02/06/2014 12:18 pm ET Updated Apr 08, 2014

As They Sing in the Musical Oliver -- "Food, Glorious, Food!"

"Nearly everyone wants at least one outstanding meal a day," said Duncan Hines.

•On the other hand, I am taken with restaurateur Don Ho's sardonic, "I've always found it funny that we've all decided cooking and feeding are high art. Art lasts, you know what food becomes!"

Why are we so bent on glorifying food these days? Food makes us fat and being fat is not a good thing. We aren't out there anymore as field hands, warriors on horseback or hunters and gatherers just trying to keep body and soul together with enough nourishment to sustain ourselves day-to-day. Most of us are working actively to avoid food, with its attendant evils -- fat, high cholesterol, high blood pressure, heart problems, obesity weighing down our bones and muscles, etc. These days, instead of being hunters and gatherers, we are shoppers and consumers. And tempting food is everywhere in most of the western world.

But Thackery said, "Next to eating good dinners, a healthy man with a benevolent turn of mind must like, I think, to read about them." (And see them being made, described and tasted on television!) Manias about food, setting tables in our minds can be quite a lot of fun. And the late Clifton Fadiman noted that we are all food writers, food fanciers, food describers in our own way -- "every man having in him an autobiographical novel...This would consist of an account of ourselves as eaters, recording the development of our palates, telling over like the beads of a rosary, the memories of the best meals of our lives." He added that even writing about food belongs "to the literature of power, linking brain to stomach, etherealizing the euphoria of feeding with the finer essences of reflection."

• Ford Madox Ford said that Anglo-Saxons don't really talk about food any more than they talk about love and heaven. But he certainly found food a fit subject as he deplored other forms of popular passion: "The tantrums of cloth-headed celluloid idols are deemed fit for grown-up conversation,while silence settles over such a truly important matter as food." (What would Mr. Ford think of today's mania to watch this and that chef prepare and taste on the tube and on the Internet? Perhaps he would approve of our recent uptick in the important matter of food.)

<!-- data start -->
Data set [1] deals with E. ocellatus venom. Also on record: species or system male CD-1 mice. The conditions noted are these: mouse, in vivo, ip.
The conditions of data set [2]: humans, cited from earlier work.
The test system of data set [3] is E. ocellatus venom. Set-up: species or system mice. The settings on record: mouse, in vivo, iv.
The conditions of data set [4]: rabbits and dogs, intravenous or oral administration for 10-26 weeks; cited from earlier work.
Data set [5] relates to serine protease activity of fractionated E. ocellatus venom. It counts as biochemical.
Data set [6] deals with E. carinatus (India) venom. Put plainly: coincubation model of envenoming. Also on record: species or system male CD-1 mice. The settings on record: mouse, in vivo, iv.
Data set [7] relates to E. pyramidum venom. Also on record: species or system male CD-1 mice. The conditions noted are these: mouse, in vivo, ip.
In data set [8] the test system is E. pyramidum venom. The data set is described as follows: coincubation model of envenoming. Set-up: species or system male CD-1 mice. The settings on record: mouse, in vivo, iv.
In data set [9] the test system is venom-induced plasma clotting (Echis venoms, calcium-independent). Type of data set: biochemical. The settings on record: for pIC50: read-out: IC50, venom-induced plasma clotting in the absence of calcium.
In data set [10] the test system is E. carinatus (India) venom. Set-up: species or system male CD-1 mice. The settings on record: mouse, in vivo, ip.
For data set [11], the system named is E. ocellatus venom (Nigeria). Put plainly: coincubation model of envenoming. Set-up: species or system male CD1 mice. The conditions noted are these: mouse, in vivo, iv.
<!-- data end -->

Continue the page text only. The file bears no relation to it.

• I have personally had a lifetime of talking, writing and lecturing about "cloth-headed celluloid idols" after over 50 years of writing in the gossip and entertainment vineyards. So it has been a relief to abandon celebrity culture, infotainment, sex-drugs-rock'n'roll and just think about food for a change. My philosophy is that you can serve people fattening food. In their hearts, they'll love you for it and maybe even forgive you for it. The answer to the problem lies in not doing it too often, nor to excess, and the answer also lies in the self discipline of eaters when it comes to proportion. The great and attractive cooking of France and Italy seems rich and fattening to the diet-conscious, but it's funny, no one I know ever gains weight on vacations in those countries. You'd have to be a real pig.

If one never serves anything forbidden or delicious, then it seems to me you are forcing a kind of unilateral "it's good for you" regime on your guests. We need to do unusual, wonderful things for special occasions. People must diet on their own terms and at their own times. The great New York hostesses I know always offer fabulous menus and assume their guests have common sense.

•Dieting is probably the most unpleasant word in our current lexicon. It can make us awfully unhappy even as we embrace its necessity. It is noted that before he was executed in 1984, one Ronald O'Bryan ordered his last meal -- a T-bone steak, French fries, salad and iced tea. With the tea he took an artificial sweetener, not sugar. A reporter observed, "He was going for the healthy option."

•Even cookbook authors get the overkill blues. Reporter Chris Howes points to disgust as "the strongest emotion seeping out of the late Elizabeth David's Christmas book." She loathed December 25 and said, "My Christmas day eating and drinking would consist of an omelet and cold ham and a nice bottle of wine at lunch time and a smoked salmon sandwich with a glass of champagne in bed in the evening."

As the old saw goes, "Everything I like is either illegal, immoral or fattening." And some people do associate eating as a surrogate for illicit sex -- wickedly tempting, licentious or guilt inducing. So, reading about food and watching people make it is the next best thing to eating it. People want to eat and not gain weight. Just as they like to have sex without getting pregnant, but the only comparable contraceptive would be to read a book rather than eat everything or even anything describing it. Mr. Howes adds," For consumers of food porn cookbooks are not manuals but fantasy reading -- if it can be called reading."

People seek companionship, comfort, reassurance, a sense of warmth and well being from food. I think eating is here to stay.

(Excerpted from a book I wrote titled Dishing from Simon & Schuster).